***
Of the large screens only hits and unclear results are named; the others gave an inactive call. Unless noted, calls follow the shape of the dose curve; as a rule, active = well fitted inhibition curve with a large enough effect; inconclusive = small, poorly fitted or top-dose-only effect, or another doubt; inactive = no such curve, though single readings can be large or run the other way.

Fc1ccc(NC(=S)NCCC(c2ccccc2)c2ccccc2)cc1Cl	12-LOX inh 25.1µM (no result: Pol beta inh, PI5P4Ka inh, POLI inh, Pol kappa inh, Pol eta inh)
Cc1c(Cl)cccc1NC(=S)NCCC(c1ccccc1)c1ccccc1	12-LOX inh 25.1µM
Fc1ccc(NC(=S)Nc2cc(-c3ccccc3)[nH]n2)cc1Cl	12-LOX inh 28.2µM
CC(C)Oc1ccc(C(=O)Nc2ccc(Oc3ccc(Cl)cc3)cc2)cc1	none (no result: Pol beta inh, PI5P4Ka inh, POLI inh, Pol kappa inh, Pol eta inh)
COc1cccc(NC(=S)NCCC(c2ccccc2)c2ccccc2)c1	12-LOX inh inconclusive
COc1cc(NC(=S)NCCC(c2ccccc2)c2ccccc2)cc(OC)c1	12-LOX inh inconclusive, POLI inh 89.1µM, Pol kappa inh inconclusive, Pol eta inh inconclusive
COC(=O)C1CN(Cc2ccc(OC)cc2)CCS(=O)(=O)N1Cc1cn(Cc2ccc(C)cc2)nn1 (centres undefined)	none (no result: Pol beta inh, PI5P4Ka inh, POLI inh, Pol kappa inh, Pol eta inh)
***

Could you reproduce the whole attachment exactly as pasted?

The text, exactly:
Of the large screens only hits and unclear results are named; the others gave an inactive call. Unless noted, calls follow the shape of the dose curve; as a rule, active = well fitted inhibition curve with a large enough effect; inconclusive = small, poorly fitted or top-dose-only effect, or another doubt; inactive = no such curve, though single readings can be large or run the other way.

Fc1ccc(NC(=S)NCCC(c2ccccc2)c2ccccc2)cc1Cl	12-LOX inh 25.1µM (no result: Pol beta inh, PI5P4Ka inh, POLI inh, Pol kappa inh, Pol eta inh)
Cc1c(Cl)cccc1NC(=S)NCCC(c1ccccc1)c1ccccc1	12-LOX inh 25.1µM
Fc1ccc(NC(=S)Nc2cc(-c3ccccc3)[nH]n2)cc1Cl	12-LOX inh 28.2µM
CC(C)Oc1ccc(C(=O)Nc2ccc(Oc3ccc(Cl)cc3)cc2)cc1	none (no result: Pol beta inh, PI5P4Ka inh, POLI inh, Pol kappa inh, Pol eta inh)
COc1cccc(NC(=S)NCCC(c2ccccc2)c2ccccc2)c1	12-LOX inh inconclusive
COc1cc(NC(=S)NCCC(c2ccccc2)c2ccccc2)cc(OC)c1	12-LOX inh inconclusive, POLI inh 89.1µM, Pol kappa inh inconclusive, Pol eta inh inconclusive
COC(=O)C1CN(Cc2ccc(OC)cc2)CCS(=O)(=O)N1Cc1cn(Cc2ccc(C)cc2)nn1 (centres undefined)	none (no result: Pol beta inh, PI5P4Ka inh, POLI inh, Pol kappa inh, Pol eta inh)